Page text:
Myers’ “just do it” philosophy seems to be paying off. Though he’s just in the early stages of his art career, he’s already found quite a bit of success. You’ve probably seen his work around the Twin Cities, perhaps printed on a “Funroe” t-shirt from downtown Monroe’s vintage and local goods shop, The Good Daze. You’ll also find prints of some of the young artist’s illustrations and drawings there, including depictions of a ballerina performing Swan Lake, a magnolia flower, and Lone Peak in Big Sky, Montana. In addition to selling his pieces in the local storefront and on his website, Myers does commissions, creating custom portraits, illustrations, logos, and typography.
While he continues further establishing himself in the North Louisiana art community, Myers is looking ahead and dreaming of what’s to come. On his agenda is eventually putting together and showing a collection of his pieces.
“For my traditional art, I would like to get more into having live models, figure drawing, and painting and have more time to make the pieces that are interesting to me,” he says. “[I want to] build an audience off that instead of one-off pieces here and there from commissions.”
As far as his illustrations are concerned, Myers says he ultimately wants to make art similar to the pieces that inspired him in the first place, explaining, “My interest in art started out with seeing tattoo designs, graphics for gig posters and movies, stuff like that. That got me interested in the graphic design aspect.” Take album art, for example, he goes on, “I might not have listened to that album, but there are certain [covers] I think of and I just think of the art. I really want to be a part of something like that.”
Until his traditional art and illustration dreams come true, though, Myers is simply enjoying making art. After all, he declares, the process of creating a piece is the best part.
“Today, creativity and making for making’s sake is definitely becoming a lost art,” he declares. “People have more to do than ever and with smartphones in our hands, it’s so easy to lose time. Our days are filled with so many demands — jobs, school, children, family, fitness, social obligations — and when we do have downtime, the natural inclination is to turn on streaming services or go to social media and scroll.”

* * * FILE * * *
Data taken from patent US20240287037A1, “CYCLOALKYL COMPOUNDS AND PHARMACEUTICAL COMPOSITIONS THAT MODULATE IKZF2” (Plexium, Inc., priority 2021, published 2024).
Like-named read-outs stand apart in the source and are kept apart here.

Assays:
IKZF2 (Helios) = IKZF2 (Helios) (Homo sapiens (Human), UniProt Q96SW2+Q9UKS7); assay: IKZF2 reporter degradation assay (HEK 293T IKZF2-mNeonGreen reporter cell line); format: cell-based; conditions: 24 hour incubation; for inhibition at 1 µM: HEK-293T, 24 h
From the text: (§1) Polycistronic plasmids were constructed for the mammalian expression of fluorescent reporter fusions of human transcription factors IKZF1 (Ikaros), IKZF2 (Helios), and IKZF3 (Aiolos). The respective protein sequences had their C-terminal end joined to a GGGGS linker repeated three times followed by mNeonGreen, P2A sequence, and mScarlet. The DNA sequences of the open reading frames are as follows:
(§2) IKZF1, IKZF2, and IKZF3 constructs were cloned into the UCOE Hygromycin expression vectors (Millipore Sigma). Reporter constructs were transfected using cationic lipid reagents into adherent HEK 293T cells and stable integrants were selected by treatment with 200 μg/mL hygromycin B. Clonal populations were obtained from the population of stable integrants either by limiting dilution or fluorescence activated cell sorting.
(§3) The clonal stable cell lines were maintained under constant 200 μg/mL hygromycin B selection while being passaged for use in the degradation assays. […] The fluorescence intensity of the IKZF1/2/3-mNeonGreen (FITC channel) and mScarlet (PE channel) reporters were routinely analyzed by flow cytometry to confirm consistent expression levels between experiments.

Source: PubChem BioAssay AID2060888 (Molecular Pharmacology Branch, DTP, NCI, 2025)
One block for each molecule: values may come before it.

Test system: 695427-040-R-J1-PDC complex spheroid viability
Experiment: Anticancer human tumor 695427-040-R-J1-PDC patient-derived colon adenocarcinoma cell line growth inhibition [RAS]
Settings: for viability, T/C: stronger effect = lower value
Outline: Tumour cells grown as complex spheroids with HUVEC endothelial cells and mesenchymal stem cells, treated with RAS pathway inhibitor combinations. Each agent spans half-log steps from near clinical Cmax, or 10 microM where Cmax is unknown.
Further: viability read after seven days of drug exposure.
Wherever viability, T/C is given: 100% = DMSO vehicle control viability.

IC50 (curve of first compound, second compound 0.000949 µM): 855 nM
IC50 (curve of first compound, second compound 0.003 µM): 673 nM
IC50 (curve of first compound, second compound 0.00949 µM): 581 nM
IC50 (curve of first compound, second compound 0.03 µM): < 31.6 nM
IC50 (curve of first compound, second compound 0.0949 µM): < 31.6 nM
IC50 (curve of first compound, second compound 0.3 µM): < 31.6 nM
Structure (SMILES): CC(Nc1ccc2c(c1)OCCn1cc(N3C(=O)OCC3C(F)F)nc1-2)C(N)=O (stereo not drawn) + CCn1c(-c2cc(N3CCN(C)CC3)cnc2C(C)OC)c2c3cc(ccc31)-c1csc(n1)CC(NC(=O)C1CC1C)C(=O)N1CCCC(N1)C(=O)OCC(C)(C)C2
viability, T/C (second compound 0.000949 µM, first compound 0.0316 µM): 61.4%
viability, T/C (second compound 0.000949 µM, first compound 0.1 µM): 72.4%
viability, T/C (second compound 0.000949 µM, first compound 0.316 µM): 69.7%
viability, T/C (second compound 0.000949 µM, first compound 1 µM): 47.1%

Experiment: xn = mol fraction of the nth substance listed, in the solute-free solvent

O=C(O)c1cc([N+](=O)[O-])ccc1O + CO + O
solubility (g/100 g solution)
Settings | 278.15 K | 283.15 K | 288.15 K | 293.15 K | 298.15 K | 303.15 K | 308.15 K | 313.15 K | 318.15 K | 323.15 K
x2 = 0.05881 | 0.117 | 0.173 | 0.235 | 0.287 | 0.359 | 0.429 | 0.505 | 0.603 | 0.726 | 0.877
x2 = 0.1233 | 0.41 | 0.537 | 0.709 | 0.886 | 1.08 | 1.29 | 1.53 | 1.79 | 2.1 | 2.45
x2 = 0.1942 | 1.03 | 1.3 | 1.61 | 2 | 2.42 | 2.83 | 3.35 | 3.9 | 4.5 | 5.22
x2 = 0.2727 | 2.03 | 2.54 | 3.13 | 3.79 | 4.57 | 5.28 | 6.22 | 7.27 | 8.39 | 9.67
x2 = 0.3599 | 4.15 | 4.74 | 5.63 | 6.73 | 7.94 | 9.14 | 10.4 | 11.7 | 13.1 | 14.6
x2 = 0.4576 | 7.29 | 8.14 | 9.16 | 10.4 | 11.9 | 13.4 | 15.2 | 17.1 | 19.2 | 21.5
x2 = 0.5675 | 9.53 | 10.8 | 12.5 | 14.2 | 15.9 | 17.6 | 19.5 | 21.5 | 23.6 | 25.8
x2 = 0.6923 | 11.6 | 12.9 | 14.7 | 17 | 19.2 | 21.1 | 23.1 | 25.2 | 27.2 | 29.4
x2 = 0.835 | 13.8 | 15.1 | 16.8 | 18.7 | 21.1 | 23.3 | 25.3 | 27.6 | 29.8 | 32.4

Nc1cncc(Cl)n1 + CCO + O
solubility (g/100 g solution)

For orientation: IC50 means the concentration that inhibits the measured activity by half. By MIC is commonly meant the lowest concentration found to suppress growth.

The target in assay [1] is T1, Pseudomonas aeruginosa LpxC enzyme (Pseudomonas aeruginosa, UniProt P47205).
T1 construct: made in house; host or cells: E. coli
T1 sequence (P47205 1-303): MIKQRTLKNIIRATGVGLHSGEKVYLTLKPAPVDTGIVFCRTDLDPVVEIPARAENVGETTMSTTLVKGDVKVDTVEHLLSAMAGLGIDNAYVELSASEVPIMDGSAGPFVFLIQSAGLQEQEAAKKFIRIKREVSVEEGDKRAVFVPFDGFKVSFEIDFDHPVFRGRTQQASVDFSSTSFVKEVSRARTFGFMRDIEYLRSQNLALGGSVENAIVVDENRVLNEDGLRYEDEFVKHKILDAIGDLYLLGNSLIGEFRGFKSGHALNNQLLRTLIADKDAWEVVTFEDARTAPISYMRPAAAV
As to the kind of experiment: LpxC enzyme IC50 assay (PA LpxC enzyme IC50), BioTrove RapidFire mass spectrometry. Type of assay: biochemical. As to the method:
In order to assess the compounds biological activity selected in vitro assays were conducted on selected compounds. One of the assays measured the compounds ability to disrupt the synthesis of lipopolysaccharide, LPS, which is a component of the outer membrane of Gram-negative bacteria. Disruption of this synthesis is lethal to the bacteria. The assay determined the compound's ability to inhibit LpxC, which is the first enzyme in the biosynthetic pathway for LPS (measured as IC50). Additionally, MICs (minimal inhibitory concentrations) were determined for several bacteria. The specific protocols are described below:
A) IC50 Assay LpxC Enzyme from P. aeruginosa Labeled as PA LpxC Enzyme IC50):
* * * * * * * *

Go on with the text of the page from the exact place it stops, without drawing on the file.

That isn’t to say modern technology is bad, Myers clarifies, but none of it, in his opinion, compares to the joy of making something. The subject isn’t even the most important part, he says; what matters most is for the creative to create without getting too caught up in what they’re working on and whether it’s good enough.
Myers used to weigh himself down with self-criticism, but that quickly became detrimental to his art, he reveals, “I was paralyzed by all my options and was comparing myself to other artists online. I would rack my brain trying to come up with a thoughtful concept and interesting composition. By the time I decided on an idea, if I did at all, all of my creative energy was zapped.”
Then, it hit him: dwelling on the subject and becoming obsessed with creating the perfect piece was sucking the fun out of his craft. That’s when Myers decided his joy would come from the process, and he holds that outlook today.
“Once I realized this, I quit worrying about my subjects and started drawing and painting whatever I felt like,” he says. “I’m creating more than ever and having fun while I do it.”
Making art is somewhat of a meditative process for Myers, but he isn’t the only one that benefits from it. His customers, of course, reap the rewards of his labor when they purchase a piece of his art from his website, www.danielmyers.myportfolio.com.
Between sessions of creating for himself, Myers will spend the foreseeable future working on several projects in the area, including participating in West Monroe’s Frame the Drain project and Ruston Artisans’ Sidewalk Chalkwalk. He also says he hopes to paint a few murals in the area, so be sure to stay up to date with all the young artist is doing through his social media accounts (Daniel Myers on Facebook and @colorblindkiddaniel on Instagram).